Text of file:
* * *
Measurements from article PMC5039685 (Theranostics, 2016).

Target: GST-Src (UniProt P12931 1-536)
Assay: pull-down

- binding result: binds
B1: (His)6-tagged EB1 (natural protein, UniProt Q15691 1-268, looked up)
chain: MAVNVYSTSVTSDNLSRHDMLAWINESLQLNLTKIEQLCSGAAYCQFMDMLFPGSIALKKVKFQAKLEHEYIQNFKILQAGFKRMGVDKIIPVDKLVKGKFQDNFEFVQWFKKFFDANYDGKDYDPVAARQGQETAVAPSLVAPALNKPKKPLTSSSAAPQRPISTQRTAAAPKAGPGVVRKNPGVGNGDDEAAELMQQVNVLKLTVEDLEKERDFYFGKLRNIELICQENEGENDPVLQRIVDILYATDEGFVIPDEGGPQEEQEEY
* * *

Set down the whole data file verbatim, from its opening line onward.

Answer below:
Measurements from article PMC5039685 (Theranostics, 2016).

Target: GST-Src (UniProt P12931 1-536)
Assay: pull-down

- binding result: binds
B1: (His)6-tagged EB1 (natural protein, UniProt Q15691 1-268, looked up)
chain: MAVNVYSTSVTSDNLSRHDMLAWINESLQLNLTKIEQLCSGAAYCQFMDMLFPGSIALKKVKFQAKLEHEYIQNFKILQAGFKRMGVDKIIPVDKLVKGKFQDNFEFVQWFKKFFDANYDGKDYDPVAARQGQETAVAPSLVAPALNKPKKPLTSSSAAPQRPISTQRTAAAPKAGPGVVRKNPGVGNGDDEAAELMQQVNVLKLTVEDLEKERDFYFGKLRNIELICQENEGENDPVLQRIVDILYATDEGFVIPDEGGPQEEQEEY